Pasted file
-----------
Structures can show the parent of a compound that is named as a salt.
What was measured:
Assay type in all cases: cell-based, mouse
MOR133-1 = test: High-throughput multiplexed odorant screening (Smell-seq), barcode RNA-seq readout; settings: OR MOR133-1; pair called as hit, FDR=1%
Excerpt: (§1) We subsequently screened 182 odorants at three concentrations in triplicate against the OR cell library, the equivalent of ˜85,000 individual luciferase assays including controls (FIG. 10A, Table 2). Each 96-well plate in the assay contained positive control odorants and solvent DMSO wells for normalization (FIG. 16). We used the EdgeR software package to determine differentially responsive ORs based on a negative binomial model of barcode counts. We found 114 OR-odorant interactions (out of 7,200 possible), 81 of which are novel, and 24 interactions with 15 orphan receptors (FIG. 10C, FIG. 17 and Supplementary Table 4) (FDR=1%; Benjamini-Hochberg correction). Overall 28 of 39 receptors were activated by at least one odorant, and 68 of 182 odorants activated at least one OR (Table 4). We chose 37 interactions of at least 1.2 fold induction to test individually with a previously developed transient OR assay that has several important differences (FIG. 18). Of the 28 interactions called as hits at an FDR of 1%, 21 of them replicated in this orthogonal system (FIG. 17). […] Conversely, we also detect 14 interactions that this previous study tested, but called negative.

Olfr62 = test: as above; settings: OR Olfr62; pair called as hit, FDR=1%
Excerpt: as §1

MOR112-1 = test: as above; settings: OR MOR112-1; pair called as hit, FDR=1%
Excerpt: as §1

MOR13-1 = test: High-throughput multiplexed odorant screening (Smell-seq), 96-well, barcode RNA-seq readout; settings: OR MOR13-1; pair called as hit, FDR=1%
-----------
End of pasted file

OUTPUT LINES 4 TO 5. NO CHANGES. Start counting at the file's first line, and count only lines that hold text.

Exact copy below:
MOR133-1 = test: High-throughput multiplexed odorant screening (Smell-seq), barcode RNA-seq readout; settings: OR MOR133-1; pair called as hit, FDR=1%
Excerpt: (§1) We subsequently screened 182 odorants at three concentrations in triplicate against the OR cell library, the equivalent of ˜85,000 individual luciferase assays including controls (FIG. 10A, Table 2). Each 96-well plate in the assay contained positive control odorants and solvent DMSO wells for normalization (FIG. 16). We used the EdgeR software package to determine differentially responsive ORs based on a negative binomial model of barcode counts. We found 114 OR-odorant interactions (out of 7,200 possible), 81 of which are novel, and 24 interactions with 15 orphan receptors (FIG. 10C, FIG. 17 and Supplementary Table 4) (FDR=1%; Benjamini-Hochberg correction). Overall 28 of 39 receptors were activated by at least one odorant, and 68 of 182 odorants activated at least one OR (Table 4). We chose 37 interactions of at least 1.2 fold induction to test individually with a previously developed transient OR assay that has several important differences (FIG. 18). Of the 28 interactions called as hits at an FDR of 1%, 21 of them replicated in this orthogonal system (FIG. 17). […] Conversely, we also detect 14 interactions that this previous study tested, but called negative.